Lebanon’s financial crisis developed over a long period of time before shaping into a dollar liquidity shortage from the summer of 2019. This column argues that a key first step in any effective policy response is to separate the government debt problem from the liquidity problem: this way, debt restructuring can proceed without causing more liquidity problems. The country also needs economic growth to begin to reduce its debt-to-GDP ratio to a sustainable level.
Nada MoraLebanese University and Lebanese Center for Policy Studies (LCPS)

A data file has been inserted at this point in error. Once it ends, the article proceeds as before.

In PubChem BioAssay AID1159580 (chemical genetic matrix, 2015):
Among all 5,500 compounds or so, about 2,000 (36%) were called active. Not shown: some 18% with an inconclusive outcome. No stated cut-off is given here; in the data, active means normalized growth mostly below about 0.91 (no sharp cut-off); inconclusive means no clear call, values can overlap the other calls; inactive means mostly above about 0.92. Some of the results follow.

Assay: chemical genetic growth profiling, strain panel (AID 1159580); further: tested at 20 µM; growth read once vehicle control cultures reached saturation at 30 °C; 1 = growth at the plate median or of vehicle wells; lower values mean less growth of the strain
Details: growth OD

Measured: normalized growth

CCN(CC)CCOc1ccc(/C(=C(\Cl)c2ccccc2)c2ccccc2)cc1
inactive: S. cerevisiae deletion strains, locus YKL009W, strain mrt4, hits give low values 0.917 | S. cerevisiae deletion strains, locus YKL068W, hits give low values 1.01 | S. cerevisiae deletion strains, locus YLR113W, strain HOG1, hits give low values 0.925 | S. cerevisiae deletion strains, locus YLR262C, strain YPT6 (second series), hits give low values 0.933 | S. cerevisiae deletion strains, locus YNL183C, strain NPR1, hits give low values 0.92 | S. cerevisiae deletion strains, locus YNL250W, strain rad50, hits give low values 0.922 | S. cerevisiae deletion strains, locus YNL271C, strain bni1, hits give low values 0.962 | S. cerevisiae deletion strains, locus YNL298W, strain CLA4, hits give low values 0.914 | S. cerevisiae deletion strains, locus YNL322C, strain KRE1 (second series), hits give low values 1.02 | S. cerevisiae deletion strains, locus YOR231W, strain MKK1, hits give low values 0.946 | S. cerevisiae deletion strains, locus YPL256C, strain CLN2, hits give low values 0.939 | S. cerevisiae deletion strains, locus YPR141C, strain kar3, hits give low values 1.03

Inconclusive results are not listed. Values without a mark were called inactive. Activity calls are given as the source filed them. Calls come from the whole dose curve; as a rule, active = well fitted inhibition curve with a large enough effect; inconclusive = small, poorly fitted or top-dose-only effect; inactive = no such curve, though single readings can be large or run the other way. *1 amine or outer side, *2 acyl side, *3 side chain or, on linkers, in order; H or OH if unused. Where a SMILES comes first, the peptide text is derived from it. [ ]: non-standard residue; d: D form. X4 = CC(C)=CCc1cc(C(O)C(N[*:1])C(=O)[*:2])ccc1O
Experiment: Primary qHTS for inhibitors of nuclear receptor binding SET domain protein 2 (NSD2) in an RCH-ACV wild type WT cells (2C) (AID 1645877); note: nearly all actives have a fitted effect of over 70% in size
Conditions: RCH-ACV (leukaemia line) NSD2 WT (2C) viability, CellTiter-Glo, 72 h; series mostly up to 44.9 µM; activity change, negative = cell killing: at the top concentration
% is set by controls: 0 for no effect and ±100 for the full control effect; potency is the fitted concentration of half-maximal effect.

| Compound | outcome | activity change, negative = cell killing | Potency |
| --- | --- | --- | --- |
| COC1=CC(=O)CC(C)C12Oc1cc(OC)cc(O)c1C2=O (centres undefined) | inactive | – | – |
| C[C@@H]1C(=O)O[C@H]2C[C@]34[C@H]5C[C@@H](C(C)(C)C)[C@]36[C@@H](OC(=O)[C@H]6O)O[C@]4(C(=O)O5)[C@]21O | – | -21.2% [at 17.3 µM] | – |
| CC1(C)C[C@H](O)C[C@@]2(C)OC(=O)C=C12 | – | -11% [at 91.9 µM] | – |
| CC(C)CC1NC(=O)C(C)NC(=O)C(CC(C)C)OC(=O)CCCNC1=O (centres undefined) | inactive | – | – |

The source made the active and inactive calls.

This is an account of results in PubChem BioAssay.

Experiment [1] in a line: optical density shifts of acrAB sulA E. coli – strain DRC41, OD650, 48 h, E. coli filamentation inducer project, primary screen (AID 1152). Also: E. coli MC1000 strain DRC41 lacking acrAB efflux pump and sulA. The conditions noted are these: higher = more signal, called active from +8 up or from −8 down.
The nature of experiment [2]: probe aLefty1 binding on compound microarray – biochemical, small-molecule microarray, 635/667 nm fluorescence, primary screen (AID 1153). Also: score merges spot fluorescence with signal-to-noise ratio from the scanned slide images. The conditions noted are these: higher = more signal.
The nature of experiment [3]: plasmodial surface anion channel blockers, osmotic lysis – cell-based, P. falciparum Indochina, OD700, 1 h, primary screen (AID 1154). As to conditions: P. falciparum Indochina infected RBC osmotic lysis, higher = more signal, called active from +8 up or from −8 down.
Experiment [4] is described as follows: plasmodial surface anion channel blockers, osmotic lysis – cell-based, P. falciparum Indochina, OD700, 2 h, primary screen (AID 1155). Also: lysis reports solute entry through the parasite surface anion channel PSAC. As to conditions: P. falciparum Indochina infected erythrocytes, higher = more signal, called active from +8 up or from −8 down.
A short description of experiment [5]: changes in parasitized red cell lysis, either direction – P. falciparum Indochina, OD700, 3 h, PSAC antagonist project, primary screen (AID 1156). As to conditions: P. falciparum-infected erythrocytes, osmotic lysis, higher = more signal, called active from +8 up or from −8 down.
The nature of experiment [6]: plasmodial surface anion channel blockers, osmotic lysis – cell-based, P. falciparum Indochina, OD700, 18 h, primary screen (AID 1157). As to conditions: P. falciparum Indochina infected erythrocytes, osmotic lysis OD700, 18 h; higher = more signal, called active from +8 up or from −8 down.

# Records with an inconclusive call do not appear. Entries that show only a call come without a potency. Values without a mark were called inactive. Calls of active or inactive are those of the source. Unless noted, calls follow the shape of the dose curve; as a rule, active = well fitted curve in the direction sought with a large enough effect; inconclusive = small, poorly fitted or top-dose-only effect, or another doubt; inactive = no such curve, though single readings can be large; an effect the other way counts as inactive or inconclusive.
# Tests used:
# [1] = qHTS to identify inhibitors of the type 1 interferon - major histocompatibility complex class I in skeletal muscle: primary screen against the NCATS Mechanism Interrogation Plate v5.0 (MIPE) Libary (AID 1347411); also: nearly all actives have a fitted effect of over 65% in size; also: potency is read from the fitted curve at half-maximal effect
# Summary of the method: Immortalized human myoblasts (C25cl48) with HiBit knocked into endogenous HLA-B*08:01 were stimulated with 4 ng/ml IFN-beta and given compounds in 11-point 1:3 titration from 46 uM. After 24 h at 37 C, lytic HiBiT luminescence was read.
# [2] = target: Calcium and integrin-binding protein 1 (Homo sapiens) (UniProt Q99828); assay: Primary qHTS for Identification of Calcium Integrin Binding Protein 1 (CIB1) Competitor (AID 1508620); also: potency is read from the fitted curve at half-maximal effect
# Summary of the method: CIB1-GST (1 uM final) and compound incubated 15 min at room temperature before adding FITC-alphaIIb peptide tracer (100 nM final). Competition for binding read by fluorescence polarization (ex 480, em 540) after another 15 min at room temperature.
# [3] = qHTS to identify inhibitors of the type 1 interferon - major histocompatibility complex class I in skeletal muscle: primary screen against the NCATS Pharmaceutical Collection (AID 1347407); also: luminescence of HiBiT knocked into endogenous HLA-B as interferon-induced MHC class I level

Nada Mora completed her S.B. in Economics (1998) and Ph.D. in Economics (2003) at the Massachusetts Institute of Technology (MIT). She taught at the American University of Beirut from 2003 to 2007 where she was an Assistant Professor in the Department of Economics. She worked in central banking from 2007 to 2016 as an economist with the Bank of England, a senior economist with the Federal Reserve Bank of Kansas City, and later a principal financial economist with the Federal Reserve Bank of Richmond. During her time in central banking, she contributed to supervisory models and quantitative bank exams for stress testing. She currently lectures at the Lebanese University and is also a senior fellow at the Lebanese Center for Policy Studies (LCPS). Her primary research area is financial economics examining financial intermediation and financial crises mainly through the empirical commercial bank setting. She has contributed studies on funding costs of financial intermediaries, credit risk, and dollarization. Her work has been published in the Journal of Banking and Finance, the Journal of Money Credit and Banking, and the Journal of Finance.